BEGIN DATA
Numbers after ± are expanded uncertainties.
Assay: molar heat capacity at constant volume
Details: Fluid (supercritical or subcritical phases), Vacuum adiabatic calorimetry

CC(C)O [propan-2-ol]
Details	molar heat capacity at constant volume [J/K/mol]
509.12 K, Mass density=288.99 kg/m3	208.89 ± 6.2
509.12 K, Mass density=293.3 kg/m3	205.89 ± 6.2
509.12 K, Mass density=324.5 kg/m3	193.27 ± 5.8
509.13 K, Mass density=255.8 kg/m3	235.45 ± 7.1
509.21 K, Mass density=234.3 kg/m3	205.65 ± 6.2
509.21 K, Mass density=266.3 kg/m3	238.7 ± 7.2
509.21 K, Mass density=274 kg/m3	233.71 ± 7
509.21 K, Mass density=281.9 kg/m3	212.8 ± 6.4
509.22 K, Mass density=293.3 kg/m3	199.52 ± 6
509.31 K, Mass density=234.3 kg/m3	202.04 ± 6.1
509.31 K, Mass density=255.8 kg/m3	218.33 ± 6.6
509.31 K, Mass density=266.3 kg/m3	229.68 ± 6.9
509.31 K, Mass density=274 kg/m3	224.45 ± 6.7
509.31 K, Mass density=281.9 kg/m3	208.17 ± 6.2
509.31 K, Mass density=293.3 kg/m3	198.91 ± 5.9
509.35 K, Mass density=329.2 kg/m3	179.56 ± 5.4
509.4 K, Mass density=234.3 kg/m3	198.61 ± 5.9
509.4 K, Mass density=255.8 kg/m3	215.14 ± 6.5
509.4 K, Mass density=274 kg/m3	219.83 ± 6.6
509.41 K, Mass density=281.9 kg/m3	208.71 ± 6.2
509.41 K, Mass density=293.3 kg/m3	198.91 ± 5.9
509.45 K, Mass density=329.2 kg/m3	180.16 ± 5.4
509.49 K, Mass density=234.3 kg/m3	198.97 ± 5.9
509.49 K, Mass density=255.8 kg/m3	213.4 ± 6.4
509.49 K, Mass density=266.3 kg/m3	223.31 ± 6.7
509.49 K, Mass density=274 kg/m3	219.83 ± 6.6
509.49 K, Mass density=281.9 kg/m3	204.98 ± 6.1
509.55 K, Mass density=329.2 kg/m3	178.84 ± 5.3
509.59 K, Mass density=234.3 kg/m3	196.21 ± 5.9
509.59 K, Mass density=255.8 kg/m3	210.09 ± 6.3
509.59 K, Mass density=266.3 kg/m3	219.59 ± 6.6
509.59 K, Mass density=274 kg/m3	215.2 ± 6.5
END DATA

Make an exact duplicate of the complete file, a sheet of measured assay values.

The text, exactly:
Numbers after ± are expanded uncertainties.
Assay: molar heat capacity at constant volume
Details: Fluid (supercritical or subcritical phases), Vacuum adiabatic calorimetry

CC(C)O [propan-2-ol]
Details	molar heat capacity at constant volume [J/K/mol]
509.12 K, Mass density=288.99 kg/m3	208.89 ± 6.2
509.12 K, Mass density=293.3 kg/m3	205.89 ± 6.2
509.12 K, Mass density=324.5 kg/m3	193.27 ± 5.8
509.13 K, Mass density=255.8 kg/m3	235.45 ± 7.1
509.21 K, Mass density=234.3 kg/m3	205.65 ± 6.2
509.21 K, Mass density=266.3 kg/m3	238.7 ± 7.2
509.21 K, Mass density=274 kg/m3	233.71 ± 7
509.21 K, Mass density=281.9 kg/m3	212.8 ± 6.4
509.22 K, Mass density=293.3 kg/m3	199.52 ± 6
509.31 K, Mass density=234.3 kg/m3	202.04 ± 6.1
509.31 K, Mass density=255.8 kg/m3	218.33 ± 6.6
509.31 K, Mass density=266.3 kg/m3	229.68 ± 6.9
509.31 K, Mass density=274 kg/m3	224.45 ± 6.7
509.31 K, Mass density=281.9 kg/m3	208.17 ± 6.2
509.31 K, Mass density=293.3 kg/m3	198.91 ± 5.9
509.35 K, Mass density=329.2 kg/m3	179.56 ± 5.4
509.4 K, Mass density=234.3 kg/m3	198.61 ± 5.9
509.4 K, Mass density=255.8 kg/m3	215.14 ± 6.5
509.4 K, Mass density=274 kg/m3	219.83 ± 6.6
509.41 K, Mass density=281.9 kg/m3	208.71 ± 6.2
509.41 K, Mass density=293.3 kg/m3	198.91 ± 5.9
509.45 K, Mass density=329.2 kg/m3	180.16 ± 5.4
509.49 K, Mass density=234.3 kg/m3	198.97 ± 5.9
509.49 K, Mass density=255.8 kg/m3	213.4 ± 6.4
509.49 K, Mass density=266.3 kg/m3	223.31 ± 6.7
509.49 K, Mass density=274 kg/m3	219.83 ± 6.6
509.49 K, Mass density=281.9 kg/m3	204.98 ± 6.1
509.55 K, Mass density=329.2 kg/m3	178.84 ± 5.3
509.59 K, Mass density=234.3 kg/m3	196.21 ± 5.9
509.59 K, Mass density=255.8 kg/m3	210.09 ± 6.3
509.59 K, Mass density=266.3 kg/m3	219.59 ± 6.6
509.59 K, Mass density=274 kg/m3	215.2 ± 6.5